It was frustrating to have to try and plan my busy grad school life around a one week recovery, and I could only manage four days and then a day of working from home. What was more frustrating, though, were the myriad well-intentioned people who assured me that I would be back to normal within a few days. Drawing upon their own experiences, they knew that they hadn’t been out of commission for that long, so I shouldn’t be either. It was meant to be reassuring but it also made me angry. Assuming that my disabled body reacts the same way as your abled body just ends up putting a lot of pressure on me . Will you think I’m lazy, lying or not trying hard enough if I end up needing more time to recover?

The week following my surgery was very uncomfortable, sometimes spiking up into the agonizing… and I could not tell whether that was normal or not. Were people who had four teeth cut out of their gums (including sutures) supposed to be in this kind of pain, or was this fibromyalgia making the pain worse, or was the pain a symptom of something going terribly wrong? Did I have a dry socket necessitating a trip to the dentist for relief, or was this normal remodeling of the mouth, or was it just my body going haywire at the trauma and sending me into a severe flare?

It turned out that my healing was spectacular, to the point where the dentist appeared a little impressed at how good the incision sites looked. I told him I had been “in some bad pain” for a few days and he gently dismissed it as normal since the mouth was recovering. I don’t think he quite understood the kind of pain I was talking about, and I didn’t really see the point in explaining.

It has been 11 days since the surgery and I am still recovering. As I predicted, I did end up flaring on the Tuesday following the surgery, and still had to power through it to get myself to work on Wednesday and Thursday (Friday was a work from home day, thankfully). I am recovering from both the surgery, since my lower jaw and teeth still hurt from time to time, as well as a flare, and because I took some time off for the surgery I have work to catch up on.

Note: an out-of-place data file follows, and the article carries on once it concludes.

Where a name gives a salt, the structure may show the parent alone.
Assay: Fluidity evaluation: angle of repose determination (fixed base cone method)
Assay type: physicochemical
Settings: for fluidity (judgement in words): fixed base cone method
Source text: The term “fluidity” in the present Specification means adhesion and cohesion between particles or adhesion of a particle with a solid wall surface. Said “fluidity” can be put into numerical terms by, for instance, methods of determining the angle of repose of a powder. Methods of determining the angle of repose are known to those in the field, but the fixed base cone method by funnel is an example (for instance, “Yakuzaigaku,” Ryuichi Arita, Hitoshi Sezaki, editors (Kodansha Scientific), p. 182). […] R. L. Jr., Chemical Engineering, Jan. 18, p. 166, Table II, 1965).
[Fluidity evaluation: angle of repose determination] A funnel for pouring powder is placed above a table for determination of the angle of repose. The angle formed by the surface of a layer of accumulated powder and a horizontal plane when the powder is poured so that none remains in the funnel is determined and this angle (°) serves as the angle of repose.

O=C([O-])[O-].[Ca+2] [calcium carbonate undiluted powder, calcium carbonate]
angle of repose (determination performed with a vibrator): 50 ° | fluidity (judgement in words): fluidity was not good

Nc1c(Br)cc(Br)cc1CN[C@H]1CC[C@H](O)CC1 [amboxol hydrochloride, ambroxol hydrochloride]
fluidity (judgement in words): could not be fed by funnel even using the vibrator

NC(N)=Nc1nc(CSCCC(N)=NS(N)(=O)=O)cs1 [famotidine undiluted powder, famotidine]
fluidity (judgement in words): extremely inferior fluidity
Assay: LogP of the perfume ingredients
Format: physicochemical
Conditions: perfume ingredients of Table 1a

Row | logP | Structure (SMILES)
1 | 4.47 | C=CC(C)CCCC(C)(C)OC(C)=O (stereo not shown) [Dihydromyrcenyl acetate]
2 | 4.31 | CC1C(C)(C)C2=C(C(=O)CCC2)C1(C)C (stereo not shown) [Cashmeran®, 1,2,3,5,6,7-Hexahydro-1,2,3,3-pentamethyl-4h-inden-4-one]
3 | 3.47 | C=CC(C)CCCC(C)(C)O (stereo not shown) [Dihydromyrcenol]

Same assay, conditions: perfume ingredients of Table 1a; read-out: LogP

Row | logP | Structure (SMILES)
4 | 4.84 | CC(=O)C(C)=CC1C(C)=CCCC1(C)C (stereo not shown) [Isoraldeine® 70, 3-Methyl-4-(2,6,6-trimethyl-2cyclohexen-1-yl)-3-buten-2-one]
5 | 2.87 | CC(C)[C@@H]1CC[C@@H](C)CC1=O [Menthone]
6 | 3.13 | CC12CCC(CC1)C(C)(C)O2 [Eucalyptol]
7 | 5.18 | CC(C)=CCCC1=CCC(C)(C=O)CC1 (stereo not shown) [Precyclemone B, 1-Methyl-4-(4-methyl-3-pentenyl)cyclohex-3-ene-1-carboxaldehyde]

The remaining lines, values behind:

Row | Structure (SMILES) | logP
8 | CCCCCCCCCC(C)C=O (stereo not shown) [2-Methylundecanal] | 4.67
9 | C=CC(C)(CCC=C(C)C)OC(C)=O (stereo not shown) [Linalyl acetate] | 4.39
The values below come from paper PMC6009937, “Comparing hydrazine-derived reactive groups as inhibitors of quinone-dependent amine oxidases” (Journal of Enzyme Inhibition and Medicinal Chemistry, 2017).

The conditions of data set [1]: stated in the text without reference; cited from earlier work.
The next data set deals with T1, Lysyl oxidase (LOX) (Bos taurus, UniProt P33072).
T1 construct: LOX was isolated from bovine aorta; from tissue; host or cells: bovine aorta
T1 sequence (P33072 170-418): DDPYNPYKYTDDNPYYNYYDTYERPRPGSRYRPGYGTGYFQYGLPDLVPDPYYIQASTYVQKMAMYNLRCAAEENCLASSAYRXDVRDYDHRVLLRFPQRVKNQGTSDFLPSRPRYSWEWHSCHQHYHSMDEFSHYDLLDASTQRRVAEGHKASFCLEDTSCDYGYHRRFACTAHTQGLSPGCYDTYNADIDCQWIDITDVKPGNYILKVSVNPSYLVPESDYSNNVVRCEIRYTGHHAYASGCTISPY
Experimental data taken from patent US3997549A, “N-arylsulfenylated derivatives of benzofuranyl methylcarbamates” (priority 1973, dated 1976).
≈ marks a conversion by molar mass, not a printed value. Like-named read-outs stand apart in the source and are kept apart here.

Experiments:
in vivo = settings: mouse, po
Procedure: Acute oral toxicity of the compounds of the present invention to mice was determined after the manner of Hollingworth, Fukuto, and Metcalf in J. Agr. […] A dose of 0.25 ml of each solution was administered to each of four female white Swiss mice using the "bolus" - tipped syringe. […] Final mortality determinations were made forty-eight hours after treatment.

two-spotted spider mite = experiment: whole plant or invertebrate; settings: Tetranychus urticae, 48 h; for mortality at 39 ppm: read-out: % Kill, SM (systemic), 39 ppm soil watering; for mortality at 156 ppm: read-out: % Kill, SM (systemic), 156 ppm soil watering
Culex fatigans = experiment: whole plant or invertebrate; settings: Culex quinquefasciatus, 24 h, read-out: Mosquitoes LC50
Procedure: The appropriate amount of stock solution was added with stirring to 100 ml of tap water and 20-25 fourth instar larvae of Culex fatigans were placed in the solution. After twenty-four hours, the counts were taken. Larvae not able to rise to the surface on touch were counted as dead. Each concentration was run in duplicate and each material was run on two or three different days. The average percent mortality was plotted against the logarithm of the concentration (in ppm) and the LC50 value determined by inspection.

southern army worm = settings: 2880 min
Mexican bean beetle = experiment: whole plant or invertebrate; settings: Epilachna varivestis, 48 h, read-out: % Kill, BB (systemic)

The bottom line is this: if you have fibromyalgia, any kind of trauma to your body (and surgery IS a trauma) is going to be harder on you than on abled-bodied persons. You probably won’t have the luxury to take off all the time that you need. It is going to suck. Plan accordingly.

My emergency fibro kit

This is a collection of things that I keep together so that I can easily bring it with me anywhere I go. It’s very small which makes it a lot more portable, but obviously does not include bigger items like my cane (which I usually still have in my bag just in case I need it).

The contents of my kit are:

  • Compression gloves [for when my hands start hurting, or when I get too cold in the office but still need to type]
  • Elbow compression sleeve [because working at a desk with a painful elbow is terrible]
  • CBD balm, lavender scented [the lavender helps with stress; at this point I’m unsure if the CBD balm helps with pain]
  • CBD vape, lavender [lavender again helps with stress; vaping CBD does seem to help with my fatigue levels]
  • Medication spares [sometimes I forget to take my medication in the morning. Having spares means I don’t have to go without for the day.]

Publish or Perish – How Academia perpetuates that your worth is your productivity

If you’ve spent time in academia, you’ve probably heard the phrase “publish or perish.” This refers to the idea that, as an academic, if you do not publish research regularly, your career will die. Academic publishing is supposed to be the gold standard of science: you conduct research, you submit it to a journal, your work gets reviewed by other scientists who critique it, you make the changes they require to bring it up to the required standard, and you have a publication.

Publications build your CVs, which in turn builds your career. Advice I have received as a grad student invariably contain “have 2-3 publications before you get your PhD if you want to stay in academia,” and one of the more useful classes I have taken had a professor emphasizing that you need to think of the publishing potential of all the research you undertake prior to even starting the research.


“Publish or perish” neatly exemplifies the idea that if you’re not doing work, you’re just not doing enough.

Beyond being competitive for the job market at graduation, what you publish and how often also determines your chances at getting tenure, that is a job for life at a university. Tenure is highly sought after, even if studies show that the number of tenured jobs available is decreasing while the number of PhD holders is increasing.